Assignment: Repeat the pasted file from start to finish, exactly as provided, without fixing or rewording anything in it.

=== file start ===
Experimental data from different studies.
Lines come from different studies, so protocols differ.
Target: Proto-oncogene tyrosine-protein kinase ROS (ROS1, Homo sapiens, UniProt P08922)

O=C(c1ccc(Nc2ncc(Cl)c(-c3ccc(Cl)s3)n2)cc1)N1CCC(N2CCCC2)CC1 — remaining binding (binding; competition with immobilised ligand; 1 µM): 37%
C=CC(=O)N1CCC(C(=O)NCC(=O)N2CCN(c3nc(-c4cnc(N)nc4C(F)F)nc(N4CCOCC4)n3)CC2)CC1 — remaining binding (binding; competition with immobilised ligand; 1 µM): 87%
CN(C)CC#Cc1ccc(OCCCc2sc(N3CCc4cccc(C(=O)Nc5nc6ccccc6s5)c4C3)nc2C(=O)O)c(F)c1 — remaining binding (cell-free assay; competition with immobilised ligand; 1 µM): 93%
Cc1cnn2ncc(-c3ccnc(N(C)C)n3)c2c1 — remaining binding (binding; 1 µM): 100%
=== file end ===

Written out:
Experimental data from different studies.
Lines come from different studies, so protocols differ.
Target: Proto-oncogene tyrosine-protein kinase ROS (ROS1, Homo sapiens, UniProt P08922)

O=C(c1ccc(Nc2ncc(Cl)c(-c3ccc(Cl)s3)n2)cc1)N1CCC(N2CCCC2)CC1 — remaining binding (binding; competition with immobilised ligand; 1 µM): 37%
C=CC(=O)N1CCC(C(=O)NCC(=O)N2CCN(c3nc(-c4cnc(N)nc4C(F)F)nc(N4CCOCC4)n3)CC2)CC1 — remaining binding (binding; competition with immobilised ligand; 1 µM): 87%
CN(C)CC#Cc1ccc(OCCCc2sc(N3CCc4cccc(C(=O)Nc5nc6ccccc6s5)c4C3)nc2C(=O)O)c(F)c1 — remaining binding (cell-free assay; competition with immobilised ligand; 1 µM): 93%
Cc1cnn2ncc(-c3ccnc(N(C)C)n3)c2c1 — remaining binding (binding; 1 µM): 100%